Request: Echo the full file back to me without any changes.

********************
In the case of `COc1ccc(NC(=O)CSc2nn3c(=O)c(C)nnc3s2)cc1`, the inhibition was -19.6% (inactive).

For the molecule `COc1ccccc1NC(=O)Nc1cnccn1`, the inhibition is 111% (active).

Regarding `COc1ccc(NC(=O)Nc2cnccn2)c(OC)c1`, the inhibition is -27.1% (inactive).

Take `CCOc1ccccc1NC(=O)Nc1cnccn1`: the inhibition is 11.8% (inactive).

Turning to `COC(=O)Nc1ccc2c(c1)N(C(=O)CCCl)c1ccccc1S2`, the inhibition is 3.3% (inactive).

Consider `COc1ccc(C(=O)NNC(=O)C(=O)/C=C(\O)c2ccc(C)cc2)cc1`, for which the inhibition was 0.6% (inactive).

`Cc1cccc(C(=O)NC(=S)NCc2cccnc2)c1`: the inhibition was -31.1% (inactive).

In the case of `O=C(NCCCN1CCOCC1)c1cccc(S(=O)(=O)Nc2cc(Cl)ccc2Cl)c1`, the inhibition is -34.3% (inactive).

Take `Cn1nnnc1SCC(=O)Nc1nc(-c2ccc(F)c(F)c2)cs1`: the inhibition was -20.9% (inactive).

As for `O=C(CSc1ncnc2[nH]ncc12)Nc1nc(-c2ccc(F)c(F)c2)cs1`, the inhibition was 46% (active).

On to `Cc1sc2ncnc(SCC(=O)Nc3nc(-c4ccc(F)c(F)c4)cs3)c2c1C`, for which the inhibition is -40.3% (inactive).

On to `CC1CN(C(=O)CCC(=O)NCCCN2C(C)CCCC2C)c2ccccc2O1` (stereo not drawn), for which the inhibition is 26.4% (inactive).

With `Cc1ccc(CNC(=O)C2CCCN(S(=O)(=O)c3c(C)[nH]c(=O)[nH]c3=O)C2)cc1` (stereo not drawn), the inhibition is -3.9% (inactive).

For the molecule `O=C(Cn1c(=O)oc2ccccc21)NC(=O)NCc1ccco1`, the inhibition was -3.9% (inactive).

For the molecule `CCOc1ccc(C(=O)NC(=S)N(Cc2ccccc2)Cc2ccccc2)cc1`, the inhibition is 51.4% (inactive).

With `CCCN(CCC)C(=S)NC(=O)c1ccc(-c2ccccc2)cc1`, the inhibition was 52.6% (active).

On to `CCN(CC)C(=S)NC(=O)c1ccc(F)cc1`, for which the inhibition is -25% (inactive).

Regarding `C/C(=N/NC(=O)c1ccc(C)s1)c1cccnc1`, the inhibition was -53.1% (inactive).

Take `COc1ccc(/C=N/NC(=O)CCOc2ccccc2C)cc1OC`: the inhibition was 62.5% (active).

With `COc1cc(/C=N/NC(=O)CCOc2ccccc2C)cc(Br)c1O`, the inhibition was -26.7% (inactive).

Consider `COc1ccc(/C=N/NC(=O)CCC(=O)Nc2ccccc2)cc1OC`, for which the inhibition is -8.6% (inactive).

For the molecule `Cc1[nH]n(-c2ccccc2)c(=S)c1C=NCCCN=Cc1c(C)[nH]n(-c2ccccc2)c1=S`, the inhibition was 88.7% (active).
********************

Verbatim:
In the case of `COc1ccc(NC(=O)CSc2nn3c(=O)c(C)nnc3s2)cc1`, the inhibition was -19.6% (inactive).

For the molecule `COc1ccccc1NC(=O)Nc1cnccn1`, the inhibition is 111% (active).

Regarding `COc1ccc(NC(=O)Nc2cnccn2)c(OC)c1`, the inhibition is -27.1% (inactive).

Take `CCOc1ccccc1NC(=O)Nc1cnccn1`: the inhibition is 11.8% (inactive).

Turning to `COC(=O)Nc1ccc2c(c1)N(C(=O)CCCl)c1ccccc1S2`, the inhibition is 3.3% (inactive).

Consider `COc1ccc(C(=O)NNC(=O)C(=O)/C=C(\O)c2ccc(C)cc2)cc1`, for which the inhibition was 0.6% (inactive).

`Cc1cccc(C(=O)NC(=S)NCc2cccnc2)c1`: the inhibition was -31.1% (inactive).

In the case of `O=C(NCCCN1CCOCC1)c1cccc(S(=O)(=O)Nc2cc(Cl)ccc2Cl)c1`, the inhibition is -34.3% (inactive).

Take `Cn1nnnc1SCC(=O)Nc1nc(-c2ccc(F)c(F)c2)cs1`: the inhibition was -20.9% (inactive).

As for `O=C(CSc1ncnc2[nH]ncc12)Nc1nc(-c2ccc(F)c(F)c2)cs1`, the inhibition was 46% (active).

On to `Cc1sc2ncnc(SCC(=O)Nc3nc(-c4ccc(F)c(F)c4)cs3)c2c1C`, for which the inhibition is -40.3% (inactive).

On to `CC1CN(C(=O)CCC(=O)NCCCN2C(C)CCCC2C)c2ccccc2O1` (stereo not drawn), for which the inhibition is 26.4% (inactive).

With `Cc1ccc(CNC(=O)C2CCCN(S(=O)(=O)c3c(C)[nH]c(=O)[nH]c3=O)C2)cc1` (stereo not drawn), the inhibition is -3.9% (inactive).

For the molecule `O=C(Cn1c(=O)oc2ccccc21)NC(=O)NCc1ccco1`, the inhibition was -3.9% (inactive).

For the molecule `CCOc1ccc(C(=O)NC(=S)N(Cc2ccccc2)Cc2ccccc2)cc1`, the inhibition is 51.4% (inactive).

With `CCCN(CCC)C(=S)NC(=O)c1ccc(-c2ccccc2)cc1`, the inhibition was 52.6% (active).

On to `CCN(CC)C(=S)NC(=O)c1ccc(F)cc1`, for which the inhibition is -25% (inactive).

Regarding `C/C(=N/NC(=O)c1ccc(C)s1)c1cccnc1`, the inhibition was -53.1% (inactive).

Take `COc1ccc(/C=N/NC(=O)CCOc2ccccc2C)cc1OC`: the inhibition was 62.5% (active).

With `COc1cc(/C=N/NC(=O)CCOc2ccccc2C)cc(Br)c1O`, the inhibition was -26.7% (inactive).

Consider `COc1ccc(/C=N/NC(=O)CCC(=O)Nc2ccccc2)cc1OC`, for which the inhibition is -8.6% (inactive).

For the molecule `Cc1[nH]n(-c2ccccc2)c(=S)c1C=NCCCN=Cc1c(C)[nH]n(-c2ccccc2)c1=S`, the inhibition was 88.7% (active).